Reuven Dar of Tel Aviv University's School of Psychological Sciences and Amitai Abramovitch, who completed his doctorate under Dar's supervision, said groups of both OCD and ADHD patients had difficulty controlling their abnormal impulses in a laboratory setting. However, only the ADHD group had significant problems with these impulses in the real world.
Dar said OCD and ADHD might appear similar on a behavioral level, but the mechanism behind the two disorders differed greatly.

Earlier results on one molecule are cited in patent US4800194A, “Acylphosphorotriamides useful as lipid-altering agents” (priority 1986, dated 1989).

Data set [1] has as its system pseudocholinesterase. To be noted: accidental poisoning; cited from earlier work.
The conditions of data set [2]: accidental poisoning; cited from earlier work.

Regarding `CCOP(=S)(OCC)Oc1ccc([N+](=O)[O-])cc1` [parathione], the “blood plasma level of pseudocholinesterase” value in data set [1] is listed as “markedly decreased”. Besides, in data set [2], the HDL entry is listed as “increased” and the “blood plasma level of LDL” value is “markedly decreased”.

People with ADHD are impulsive risk-takers, rarely reflecting on the consequences of their actions, while OCD are all too concerned with consequences, causing hesitancy, difficulty in decision-making and the tendency to over-control and over-plan, Dar said.
The findings, published in the Journal of Neuropsychology, provide more accurate guidelines for correct diagnosis.
Dar noted treatment plans for the two disorders can differ dramatically. Ritalin, a psychostimulant commonly prescribed to ADHD patients, can actually exacerbate OCD behaviors. The drug, if prescribed to an OCD patient, would only worsen symptoms, the study said.